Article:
Interview: Valient Himself of Valient Thorr on Rowing, Donating Kidneys, the Avett Brothers and a Special Motorhead Birthday

Feb 16, 2011 at 11:30 am

It's been nearly a decade since Valient Thorr arrived on Earth - Chapel Hill, North Carolina, to be exact - from its home on Venus. This Sunday the band will make its second St. Louis appearance in six months, opening for Motorhead at Pop's. In September Valient Thorr headlined at the Firebird to a sweaty, enthusiastic crowd that didn't hesitate to drop to the floor and row at leader Valient Himself's command. He took a moment to talk to A to Z while whipping across the Great Plains from Fargo to Minneapolis.

Robin Wheeler: You had a birthday last week. How did you celebrate? Valient Himself: In the past it's been celebrated for a whole week instead of one day, but we just did one day this year. It was celebrated this year in Calgary, my Earth birthday. Just hung out and sang. Did our show and sang with Motorhead and got a song dedicated to me. Got to sing "Kill By Death." That's pretty much all you could ask for.

Sunday on Twitter I saw that you gave a little shout-out to the Avett Brothers, wishing them luck at the Grammys. What did you think? I only got to watch the beginning of it this morning [Monday]. We were playing last night in Fargo while it was happening, so I didn't actually get to check out the whole thing, but I'm proud of those dudes. We're good friends and both started in North Carolina, here on Earth. We've been friends for a long time, and they've come a long way. I think we have as well. It's fun to see where our lives are headed now, after living in Greenville together, living with those guys, competing with those guys, and seeing where things have taken us. It's pretty crazy.

How excited are you about opening for Motorhead? It's awesome. This is our fourth tour with them. The very first time was just incredible. Now we've become good friends, so it's nice to interact with them and not be uncomfortable, knowing that they're our buddies, and hang out and share funny old stories. We sort of have a history. It's been five years since our first run together, and to be asked back time and time again, it's a great relationship we've created. It's an honor to be out with them every night, to make new fans and make new friends with people who've been watching them for forty years. This will be our tenth year anniversary. I can only hope that thirty years from now we'll still be rocking and people will show the same respect that they show those guys. It's awesome.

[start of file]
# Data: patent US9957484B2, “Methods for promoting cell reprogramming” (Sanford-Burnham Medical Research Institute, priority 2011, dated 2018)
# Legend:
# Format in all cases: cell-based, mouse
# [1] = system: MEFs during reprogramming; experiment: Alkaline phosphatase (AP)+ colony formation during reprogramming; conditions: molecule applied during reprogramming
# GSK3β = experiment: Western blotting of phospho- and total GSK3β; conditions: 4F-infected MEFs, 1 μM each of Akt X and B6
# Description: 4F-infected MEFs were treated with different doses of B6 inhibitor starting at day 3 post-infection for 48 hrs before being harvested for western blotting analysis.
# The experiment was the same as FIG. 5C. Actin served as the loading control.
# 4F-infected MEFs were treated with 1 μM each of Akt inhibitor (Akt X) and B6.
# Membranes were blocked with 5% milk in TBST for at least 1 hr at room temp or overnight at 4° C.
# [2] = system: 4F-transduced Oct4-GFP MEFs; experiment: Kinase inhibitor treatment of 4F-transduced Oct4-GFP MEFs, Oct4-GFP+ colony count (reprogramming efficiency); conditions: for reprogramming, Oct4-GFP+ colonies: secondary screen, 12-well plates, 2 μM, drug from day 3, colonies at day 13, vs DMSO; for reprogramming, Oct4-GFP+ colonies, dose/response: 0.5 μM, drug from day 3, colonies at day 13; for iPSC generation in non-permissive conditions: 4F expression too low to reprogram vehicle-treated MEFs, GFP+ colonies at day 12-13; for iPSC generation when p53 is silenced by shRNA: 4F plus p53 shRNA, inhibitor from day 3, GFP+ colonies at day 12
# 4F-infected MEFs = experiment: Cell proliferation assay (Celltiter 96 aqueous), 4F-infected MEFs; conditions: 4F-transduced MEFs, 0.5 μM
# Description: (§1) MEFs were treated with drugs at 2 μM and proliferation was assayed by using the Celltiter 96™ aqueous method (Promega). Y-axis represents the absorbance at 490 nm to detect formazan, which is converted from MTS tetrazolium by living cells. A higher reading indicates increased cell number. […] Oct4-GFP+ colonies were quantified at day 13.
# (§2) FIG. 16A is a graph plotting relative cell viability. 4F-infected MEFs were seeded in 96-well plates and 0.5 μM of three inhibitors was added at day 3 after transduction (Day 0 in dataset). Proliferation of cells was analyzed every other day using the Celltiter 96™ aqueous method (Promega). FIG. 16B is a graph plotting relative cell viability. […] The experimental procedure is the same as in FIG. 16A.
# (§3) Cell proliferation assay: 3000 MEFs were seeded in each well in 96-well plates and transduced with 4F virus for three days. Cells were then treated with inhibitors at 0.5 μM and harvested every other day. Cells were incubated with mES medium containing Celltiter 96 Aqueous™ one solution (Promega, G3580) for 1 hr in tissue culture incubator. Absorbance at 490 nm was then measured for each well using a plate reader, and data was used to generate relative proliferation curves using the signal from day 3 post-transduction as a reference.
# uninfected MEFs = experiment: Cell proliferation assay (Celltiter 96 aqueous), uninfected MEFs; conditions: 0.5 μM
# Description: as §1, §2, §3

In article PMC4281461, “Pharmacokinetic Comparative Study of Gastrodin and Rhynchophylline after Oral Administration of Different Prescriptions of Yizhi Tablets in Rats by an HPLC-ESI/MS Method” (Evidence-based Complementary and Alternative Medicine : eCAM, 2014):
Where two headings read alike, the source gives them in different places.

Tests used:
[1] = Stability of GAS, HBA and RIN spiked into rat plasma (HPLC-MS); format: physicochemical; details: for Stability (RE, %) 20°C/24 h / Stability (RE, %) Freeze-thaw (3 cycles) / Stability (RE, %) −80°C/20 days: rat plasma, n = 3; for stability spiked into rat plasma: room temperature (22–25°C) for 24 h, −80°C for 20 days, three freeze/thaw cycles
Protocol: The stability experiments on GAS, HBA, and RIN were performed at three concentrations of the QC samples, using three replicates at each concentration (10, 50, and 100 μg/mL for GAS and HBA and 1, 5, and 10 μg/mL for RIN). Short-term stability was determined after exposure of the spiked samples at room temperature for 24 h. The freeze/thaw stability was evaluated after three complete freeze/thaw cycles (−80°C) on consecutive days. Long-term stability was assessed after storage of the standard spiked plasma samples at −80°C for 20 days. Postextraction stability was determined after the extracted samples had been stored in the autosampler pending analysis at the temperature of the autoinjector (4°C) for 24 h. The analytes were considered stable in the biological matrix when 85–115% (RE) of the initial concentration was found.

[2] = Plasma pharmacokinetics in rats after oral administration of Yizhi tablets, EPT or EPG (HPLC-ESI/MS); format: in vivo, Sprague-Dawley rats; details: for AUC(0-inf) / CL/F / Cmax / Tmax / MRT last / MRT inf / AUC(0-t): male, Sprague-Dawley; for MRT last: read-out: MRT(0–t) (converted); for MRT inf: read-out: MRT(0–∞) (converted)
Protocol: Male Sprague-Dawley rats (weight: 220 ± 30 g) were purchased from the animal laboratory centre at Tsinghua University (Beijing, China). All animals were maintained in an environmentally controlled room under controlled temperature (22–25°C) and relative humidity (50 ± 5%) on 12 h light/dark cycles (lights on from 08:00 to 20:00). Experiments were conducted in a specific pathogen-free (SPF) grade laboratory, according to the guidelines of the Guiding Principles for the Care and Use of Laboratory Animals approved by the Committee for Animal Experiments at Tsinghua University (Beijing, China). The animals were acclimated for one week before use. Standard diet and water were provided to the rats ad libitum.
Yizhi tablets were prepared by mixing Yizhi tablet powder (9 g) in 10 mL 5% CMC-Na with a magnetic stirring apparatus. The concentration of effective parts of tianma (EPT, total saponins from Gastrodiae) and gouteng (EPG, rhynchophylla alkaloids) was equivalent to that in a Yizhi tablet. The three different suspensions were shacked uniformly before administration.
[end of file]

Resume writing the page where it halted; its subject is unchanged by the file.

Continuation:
Was this something that, as a kid, did you dream of opening for Motorhead? Never dreamed of it. Never dreamed it would happen. But yes, it's just like, wow. What did I do right to make this happen? It's a really good feeling. You can count on your fingers the bands that you want see, much less meet, or play with, or tour with, or become friends with. It's something that you never think would happen and all of a sudden ... it's wild as hell.

At the Firebird in September ... I don't know if this happened at other shows, but at one point about half the audience sat down and started rowing. What was that? That's a new thing for this album. It happened in Stuttgart, Germany. These guys just started doing it, and I thought man, that's amazing. That's such a good move. I'm going to see if I can get the whole world to do it. We've been doing it since then. This last summer, during "Night Terrors." Sometimes you have things on your mind when you go to bed and you take it with you. You're on a journey and it could be a bad dream, or a nightmare, but sometimes they come out to be night terrors. To me, crossing that path, crossing that weird nightmare river, it's like crossing the River Styx or something on the way to Hell. You've got to row faster and faster to get across. So that's why I try to get the whole audience to row the boat with me.

I've been reading these books called "A Song of Ice and Fire." I'm on the third one. I think there's going to be seven if he'll fucking hurry up - it's George R. R. Martin. The books are great. They span this world he's made up called Westeros. Across Westeros there's epic battles. I'm thinking about all these guys, rowing across this massive river and these big ship captains ... I don't know. It's all tied into these things, thinking about these people working as one, when there were no steam engines to get you across and all you had was manpower.

We do different things at different times like that. That just happens to be what's going on right now. We used to get people down on the ground, but we stopped doing that for three or four years. This just seemed like a new spin on that, that also tied in with our thoughts on the new record about manpower and getting through it with old ways of doing things instead of relying on technology. Relying on manpower and your dreams at the same time. It connects a bunch of different weird images together in my head that's really appropriate.